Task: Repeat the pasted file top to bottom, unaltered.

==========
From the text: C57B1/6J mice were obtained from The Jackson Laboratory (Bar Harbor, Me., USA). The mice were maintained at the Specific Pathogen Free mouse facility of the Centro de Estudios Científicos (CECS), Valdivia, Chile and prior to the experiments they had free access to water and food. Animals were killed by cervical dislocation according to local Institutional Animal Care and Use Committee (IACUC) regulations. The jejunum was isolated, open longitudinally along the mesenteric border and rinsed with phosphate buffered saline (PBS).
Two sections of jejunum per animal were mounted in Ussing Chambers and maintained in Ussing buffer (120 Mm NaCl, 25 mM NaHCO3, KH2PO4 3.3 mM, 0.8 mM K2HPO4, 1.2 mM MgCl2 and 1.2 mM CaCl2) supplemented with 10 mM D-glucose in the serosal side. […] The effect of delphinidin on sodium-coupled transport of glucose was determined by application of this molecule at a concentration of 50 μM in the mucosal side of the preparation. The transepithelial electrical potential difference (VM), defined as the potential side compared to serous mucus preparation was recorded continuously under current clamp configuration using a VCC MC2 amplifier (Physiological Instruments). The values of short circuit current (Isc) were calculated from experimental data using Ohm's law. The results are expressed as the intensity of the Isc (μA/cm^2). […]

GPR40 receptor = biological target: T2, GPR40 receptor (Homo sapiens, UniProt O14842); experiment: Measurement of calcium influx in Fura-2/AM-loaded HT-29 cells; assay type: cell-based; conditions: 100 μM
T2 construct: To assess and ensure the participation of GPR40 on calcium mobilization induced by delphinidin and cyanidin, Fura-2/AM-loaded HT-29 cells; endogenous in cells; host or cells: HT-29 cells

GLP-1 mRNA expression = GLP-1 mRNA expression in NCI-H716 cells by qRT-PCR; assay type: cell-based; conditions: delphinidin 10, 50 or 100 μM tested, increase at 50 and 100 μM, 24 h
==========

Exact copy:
From the text: C57B1/6J mice were obtained from The Jackson Laboratory (Bar Harbor, Me., USA). The mice were maintained at the Specific Pathogen Free mouse facility of the Centro de Estudios Científicos (CECS), Valdivia, Chile and prior to the experiments they had free access to water and food. Animals were killed by cervical dislocation according to local Institutional Animal Care and Use Committee (IACUC) regulations. The jejunum was isolated, open longitudinally along the mesenteric border and rinsed with phosphate buffered saline (PBS).
Two sections of jejunum per animal were mounted in Ussing Chambers and maintained in Ussing buffer (120 Mm NaCl, 25 mM NaHCO3, KH2PO4 3.3 mM, 0.8 mM K2HPO4, 1.2 mM MgCl2 and 1.2 mM CaCl2) supplemented with 10 mM D-glucose in the serosal side. […] The effect of delphinidin on sodium-coupled transport of glucose was determined by application of this molecule at a concentration of 50 μM in the mucosal side of the preparation. The transepithelial electrical potential difference (VM), defined as the potential side compared to serous mucus preparation was recorded continuously under current clamp configuration using a VCC MC2 amplifier (Physiological Instruments). The values of short circuit current (Isc) were calculated from experimental data using Ohm's law. The results are expressed as the intensity of the Isc (μA/cm^2). […]

GPR40 receptor = biological target: T2, GPR40 receptor (Homo sapiens, UniProt O14842); experiment: Measurement of calcium influx in Fura-2/AM-loaded HT-29 cells; assay type: cell-based; conditions: 100 μM
T2 construct: To assess and ensure the participation of GPR40 on calcium mobilization induced by delphinidin and cyanidin, Fura-2/AM-loaded HT-29 cells; endogenous in cells; host or cells: HT-29 cells

GLP-1 mRNA expression = GLP-1 mRNA expression in NCI-H716 cells by qRT-PCR; assay type: cell-based; conditions: delphinidin 10, 50 or 100 μM tested, increase at 50 and 100 μM, 24 h